Nova Scotia

Nova Scotia businesses, organizations gear up for next round of reopening

With many restrictions being loosened on Monday and a full reopening planned for later in March, businesses and organizations are looking forward to a return to near normal.

Province enters Phase 2 Monday; complete reopening scheduled for March 21

Nova Scotia businesses and organizations are prepared for the removal of all pandemic restrictions in March. (Tony Webster)

It's been a long time coming, but Nova Scotia businesses and organizations are prepared to welcome the last two phases of reopening.

Restrictions were further loosened on Monday when the province entered Phase 2. Anyone who tests positive for COVID-19 will need to isolate for seven days, but they do not have to notify close contacts outside their home. 

Those who are close contacts and do not have symptoms no longer have to isolate. 

A complete reopening — Phase 3 — is scheduled for March 21, and that's what many businesses are focused on.

Gordon Stewart, executive director of the Restaurant Association of Nova Scotia, said restaurants operate on thin margins and are looking ahead to March 21 when they can operate at full capacity. 

Various challenges

He said staffing is a major issue that will have to be tackled.

There was a shortage of labour in the hospitality industry even before the pandemic, he said.

He said Nova Scotia is probably short around 5,000 employees in the sector to be able to return to full capacity.

He said many restaurants will have to adjust opening days and hours because of staffing shortages.

He said restaurants are going to need to make changes to stay alive.

"Besides the labour and the COVID issue, you have major other issues," he said. "The highest food prices ever, highest gas prices ever for shipping, supply-line issues, and it just goes on."

He said increased food costs will mean that restaurants will have no choice but to increase prices by up to 10 per cent.

He said another challenge with the removal of restrictions will be the issue of proof of vaccination at restaurants.

Stewart said he expects some people won't go to a restaurant that doesn't require proof of vaccination.

Restaurants can make their own health and safety policies around that issue, he said, but he expects that concern will settle down in a few weeks.

Gordon Stewart is executive director of the Restaurant Association of Nova Scotia. (Submitted by Gordon Stewart)

Paul MacKinnon, the CEO of the Downtown Halifax Business Commission, shares Stewart's view that the changes on Monday will not make a big difference to restaurants.

He also thinks it will have little impact on stores, but said it will certainly make a difference for bars.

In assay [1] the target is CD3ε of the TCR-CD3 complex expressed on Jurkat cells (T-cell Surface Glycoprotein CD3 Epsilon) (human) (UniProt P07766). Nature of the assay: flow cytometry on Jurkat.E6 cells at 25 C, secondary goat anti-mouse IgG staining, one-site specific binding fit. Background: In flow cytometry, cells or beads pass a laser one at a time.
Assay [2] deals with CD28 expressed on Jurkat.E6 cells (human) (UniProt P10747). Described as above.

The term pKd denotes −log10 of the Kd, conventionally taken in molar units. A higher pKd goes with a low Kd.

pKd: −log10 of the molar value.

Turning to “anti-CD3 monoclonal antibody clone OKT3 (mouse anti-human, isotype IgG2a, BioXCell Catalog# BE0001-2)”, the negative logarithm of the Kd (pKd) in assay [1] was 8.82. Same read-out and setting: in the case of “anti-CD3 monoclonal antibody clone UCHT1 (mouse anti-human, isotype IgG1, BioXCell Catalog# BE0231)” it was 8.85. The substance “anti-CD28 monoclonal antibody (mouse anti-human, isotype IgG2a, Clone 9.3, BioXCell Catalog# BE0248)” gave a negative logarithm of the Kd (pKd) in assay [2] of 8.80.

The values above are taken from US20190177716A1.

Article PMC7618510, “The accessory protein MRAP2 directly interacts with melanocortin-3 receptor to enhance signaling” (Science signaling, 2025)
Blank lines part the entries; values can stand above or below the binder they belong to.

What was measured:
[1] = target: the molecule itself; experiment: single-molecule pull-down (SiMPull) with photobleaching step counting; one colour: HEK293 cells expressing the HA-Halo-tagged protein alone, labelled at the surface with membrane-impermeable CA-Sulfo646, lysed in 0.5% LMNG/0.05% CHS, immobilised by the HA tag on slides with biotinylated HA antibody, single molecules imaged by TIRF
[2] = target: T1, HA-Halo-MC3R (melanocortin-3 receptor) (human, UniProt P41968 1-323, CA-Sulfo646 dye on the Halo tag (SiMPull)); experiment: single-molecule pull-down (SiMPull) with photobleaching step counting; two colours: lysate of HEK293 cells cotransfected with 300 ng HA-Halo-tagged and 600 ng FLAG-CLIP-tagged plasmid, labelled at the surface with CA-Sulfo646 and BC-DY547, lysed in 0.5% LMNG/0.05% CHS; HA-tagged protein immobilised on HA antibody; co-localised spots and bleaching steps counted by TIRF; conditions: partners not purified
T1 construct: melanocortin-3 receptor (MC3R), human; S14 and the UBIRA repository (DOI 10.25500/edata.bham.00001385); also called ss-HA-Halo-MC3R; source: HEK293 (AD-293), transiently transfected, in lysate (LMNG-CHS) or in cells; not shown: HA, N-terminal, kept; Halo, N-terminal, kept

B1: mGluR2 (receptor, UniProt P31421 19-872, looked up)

He said later opening hours and the return of dancing will certainly help that sector. 

'Confidence campaign'

According to MacKinnon, restrictions like vaccine passports and masks slowed things down and put an enforcement burden on businesses. But ultimately, he said, it was the ongoing uncertainty about the pandemic that had the biggest impact.

What businesses really want from the province, MacKinnon said, is a "confidence campaign."

"There really is a bit of a shared responsibility to bring the economy back and especially for those smaller businesses that have really been hammered for the past two years," MacKinnon said.

"We're hoping that we can get back to a situation which is … normal, or if not, even better than normal."

Paul MacKinnon is the CEO of the Downtown Halifax Business Commission. (Submitted by Paul MacKinnon)

At Events East, which handles the Scotiabank Centre and the Halifax Convention Centre, marketing director Erin Esiyok-Prime said the prospect of having a full house at both venues is exciting.

She said the hospitality industry faces challenges when it comes to staff but her organization will be working with industry partners to attract people back.

According to Esiyok-Prime, the focus remains on ensuring the health and safety of events for their clients, guests and staff.

"At the end of the day, we want everyone to feel comfortable, so we will certainly respect the wishes of our fans and our guests," she said.

The convention centre starts to get busy at the end of March, she said, and will stay busy throughout the summer.

Erin Esiyok-Prime is the director of marketing and communications at Events East. (Nicole Lapierre)

Grappling with the ever-changing landscape of COVID-19 restrictions has proven to be a challenge for many religious institutions.

Hybrid approach

Rev. Susan Chisholm, minister at St. Andrew's United Church in Halifax, said the church will fully reopen on March 21 but will continue to allow members of the congregation to attend remotely.

"We will continue our sort of hybrid approach, which is live streaming and in-person that's been going on as long as we've been allowed to be together. And we've actually gotten really good at it," she said.

"It's kind of this gift, this silver lining, of having been forced to be more creative and more flexible in how we help people to be part of what we do."

She said a section will be set aside in the church with seats spaced two metres apart for people who want more physical distance.

Chisholm said masks will not be required in the building. Signs will be put up to let people know it is perfectly fine for them to wear a mask if they wish.

Despite keeping the live stream going as a permanent part of services, Chisholm said there is always a deeper connection and "action of the spirit" when people are in close physical proximity.

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